Motif vs. Theme: What Is the Difference?

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Here’s the difference between a motif and a theme:

A theme is a general term for a literary work’s overall message or meaning.

A motif is a recurring element in a piece of literature that develops or helps to reveal the theme.

If you want to learn all about the differences between motifs and themes, then this article is for you.

Let’s get started!

Motif vs. Theme: What Is the Difference? (+ Examples)

What Are the Differences Between Motifs and Themes?

Beautiful young lady sitting in a park under a tree reading a book
DefinitionA literary tool that uses a repeated element or symbol to create a themeThe main idea of a literary piece or work of art
How it’s expressedMotifs can be a recurring word, phrase, object, situation, action, color, taste, smell, or even temperatureExpressed through a series of events, characters, and other elements that make up an entire narrative
ScopeA technique utilized by authors to highlight the main theme or concept A representation of the meaning of a story or artistic work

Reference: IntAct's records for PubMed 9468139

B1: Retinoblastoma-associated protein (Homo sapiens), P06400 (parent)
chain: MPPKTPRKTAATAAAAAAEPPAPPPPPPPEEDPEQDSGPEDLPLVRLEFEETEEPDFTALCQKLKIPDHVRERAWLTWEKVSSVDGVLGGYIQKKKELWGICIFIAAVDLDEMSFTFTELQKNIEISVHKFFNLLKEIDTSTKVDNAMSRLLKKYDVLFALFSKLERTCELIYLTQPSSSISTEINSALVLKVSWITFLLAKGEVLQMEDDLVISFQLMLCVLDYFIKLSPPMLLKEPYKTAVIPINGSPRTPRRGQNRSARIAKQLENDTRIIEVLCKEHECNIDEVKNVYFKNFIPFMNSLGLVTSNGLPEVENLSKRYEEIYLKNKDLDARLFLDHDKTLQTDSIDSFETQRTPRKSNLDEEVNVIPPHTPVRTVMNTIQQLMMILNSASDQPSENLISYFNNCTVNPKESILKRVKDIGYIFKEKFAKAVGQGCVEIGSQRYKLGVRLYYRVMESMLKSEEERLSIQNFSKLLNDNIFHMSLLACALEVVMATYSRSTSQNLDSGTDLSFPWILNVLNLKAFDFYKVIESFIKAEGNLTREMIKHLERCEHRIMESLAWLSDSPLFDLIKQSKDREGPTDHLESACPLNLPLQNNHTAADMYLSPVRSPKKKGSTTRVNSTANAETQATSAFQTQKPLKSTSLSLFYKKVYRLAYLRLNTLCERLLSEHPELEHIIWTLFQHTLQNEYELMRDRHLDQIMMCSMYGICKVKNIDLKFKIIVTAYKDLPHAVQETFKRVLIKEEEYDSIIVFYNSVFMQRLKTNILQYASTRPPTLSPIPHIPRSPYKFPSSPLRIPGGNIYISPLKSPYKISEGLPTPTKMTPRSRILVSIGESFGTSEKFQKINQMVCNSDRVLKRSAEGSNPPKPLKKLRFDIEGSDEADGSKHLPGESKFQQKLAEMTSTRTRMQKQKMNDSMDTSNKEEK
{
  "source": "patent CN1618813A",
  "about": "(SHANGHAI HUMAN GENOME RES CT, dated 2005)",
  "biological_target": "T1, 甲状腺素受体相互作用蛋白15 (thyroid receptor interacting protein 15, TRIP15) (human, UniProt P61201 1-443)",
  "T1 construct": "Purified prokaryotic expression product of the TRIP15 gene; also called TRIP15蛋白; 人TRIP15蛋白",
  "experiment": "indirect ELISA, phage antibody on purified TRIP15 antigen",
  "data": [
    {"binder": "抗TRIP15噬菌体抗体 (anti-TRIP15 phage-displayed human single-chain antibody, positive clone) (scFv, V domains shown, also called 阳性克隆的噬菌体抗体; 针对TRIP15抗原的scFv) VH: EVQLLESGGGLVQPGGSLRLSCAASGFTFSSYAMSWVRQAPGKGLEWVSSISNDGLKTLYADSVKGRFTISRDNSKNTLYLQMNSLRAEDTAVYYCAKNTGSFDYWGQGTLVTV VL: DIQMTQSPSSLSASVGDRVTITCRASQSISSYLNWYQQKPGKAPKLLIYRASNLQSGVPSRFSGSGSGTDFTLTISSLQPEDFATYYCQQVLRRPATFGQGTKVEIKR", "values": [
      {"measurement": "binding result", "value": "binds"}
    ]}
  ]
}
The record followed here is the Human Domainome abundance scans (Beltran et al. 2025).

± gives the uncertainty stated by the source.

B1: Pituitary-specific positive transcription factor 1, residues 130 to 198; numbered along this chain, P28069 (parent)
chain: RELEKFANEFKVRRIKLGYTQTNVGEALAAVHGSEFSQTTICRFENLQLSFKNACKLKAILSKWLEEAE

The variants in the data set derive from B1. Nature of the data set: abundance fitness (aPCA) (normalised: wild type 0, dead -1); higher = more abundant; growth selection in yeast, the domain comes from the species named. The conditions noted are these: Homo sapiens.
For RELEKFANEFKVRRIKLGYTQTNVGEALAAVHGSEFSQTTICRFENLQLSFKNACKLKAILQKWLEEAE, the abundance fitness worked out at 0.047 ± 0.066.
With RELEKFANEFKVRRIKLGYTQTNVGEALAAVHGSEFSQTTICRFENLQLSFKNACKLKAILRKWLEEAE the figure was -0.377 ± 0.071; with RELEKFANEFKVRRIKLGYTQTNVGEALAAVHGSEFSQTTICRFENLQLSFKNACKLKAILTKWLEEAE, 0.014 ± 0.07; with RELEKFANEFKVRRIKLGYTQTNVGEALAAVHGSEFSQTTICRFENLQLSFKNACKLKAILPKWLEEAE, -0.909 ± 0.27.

NatureMotifs are concrete and tangible Themes are abstract and based on concepts
SpecificityA recurring element or undeniable pattern that’s shown within a storySubject to a reader’s or an audience’s interpretation

Writers have been trying to convey feelings and narratives since the invention of language.

As such, it should come as no surprise that the terminology has gotten a little complicated over time. 

Motifs and themes are, at their core, very similar to each other and are almost always intertwined in a work.

Both affect the work from beginning to end, having overarching effects that permeate a piece.

However, they are not quite the same. Today we’ll be discussing the minute differences between them and how they interact with each other to enhance any written piece.

What Are Motifs?

Mysterious wood nymph plays on white harp in fabulous place.